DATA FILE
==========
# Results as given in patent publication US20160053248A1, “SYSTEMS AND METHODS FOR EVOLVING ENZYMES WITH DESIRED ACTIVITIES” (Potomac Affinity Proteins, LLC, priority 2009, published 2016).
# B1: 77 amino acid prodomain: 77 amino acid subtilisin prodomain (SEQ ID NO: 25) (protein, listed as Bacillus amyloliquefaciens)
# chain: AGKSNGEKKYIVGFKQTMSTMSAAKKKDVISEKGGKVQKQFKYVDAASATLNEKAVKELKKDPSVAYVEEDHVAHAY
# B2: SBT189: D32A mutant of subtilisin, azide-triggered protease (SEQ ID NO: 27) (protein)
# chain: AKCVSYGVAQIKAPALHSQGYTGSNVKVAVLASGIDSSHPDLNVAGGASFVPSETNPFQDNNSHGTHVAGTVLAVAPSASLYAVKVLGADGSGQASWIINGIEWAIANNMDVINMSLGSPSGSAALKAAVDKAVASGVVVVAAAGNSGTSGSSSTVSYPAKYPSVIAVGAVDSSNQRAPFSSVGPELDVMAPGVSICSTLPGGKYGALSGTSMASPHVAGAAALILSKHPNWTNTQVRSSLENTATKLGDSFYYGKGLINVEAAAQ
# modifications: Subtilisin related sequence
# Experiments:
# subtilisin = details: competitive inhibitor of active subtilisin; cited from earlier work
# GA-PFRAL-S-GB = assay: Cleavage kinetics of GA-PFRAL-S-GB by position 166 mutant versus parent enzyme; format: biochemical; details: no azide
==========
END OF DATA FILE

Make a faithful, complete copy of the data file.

# Results as given in patent publication US20160053248A1, “SYSTEMS AND METHODS FOR EVOLVING ENZYMES WITH DESIRED ACTIVITIES” (Potomac Affinity Proteins, LLC, priority 2009, published 2016).
# B1: 77 amino acid prodomain: 77 amino acid subtilisin prodomain (SEQ ID NO: 25) (protein, listed as Bacillus amyloliquefaciens)
# chain: AGKSNGEKKYIVGFKQTMSTMSAAKKKDVISEKGGKVQKQFKYVDAASATLNEKAVKELKKDPSVAYVEEDHVAHAY
# B2: SBT189: D32A mutant of subtilisin, azide-triggered protease (SEQ ID NO: 27) (protein)
# chain: AKCVSYGVAQIKAPALHSQGYTGSNVKVAVLASGIDSSHPDLNVAGGASFVPSETNPFQDNNSHGTHVAGTVLAVAPSASLYAVKVLGADGSGQASWIINGIEWAIANNMDVINMSLGSPSGSAALKAAVDKAVASGVVVVAAAGNSGTSGSSSTVSYPAKYPSVIAVGAVDSSNQRAPFSSVGPELDVMAPGVSICSTLPGGKYGALSGTSMASPHVAGAAALILSKHPNWTNTQVRSSLENTATKLGDSFYYGKGLINVEAAAQ
# modifications: Subtilisin related sequence
# Experiments:
# subtilisin = details: competitive inhibitor of active subtilisin; cited from earlier work
# GA-PFRAL-S-GB = assay: Cleavage kinetics of GA-PFRAL-S-GB by position 166 mutant versus parent enzyme; format: biochemical; details: no azide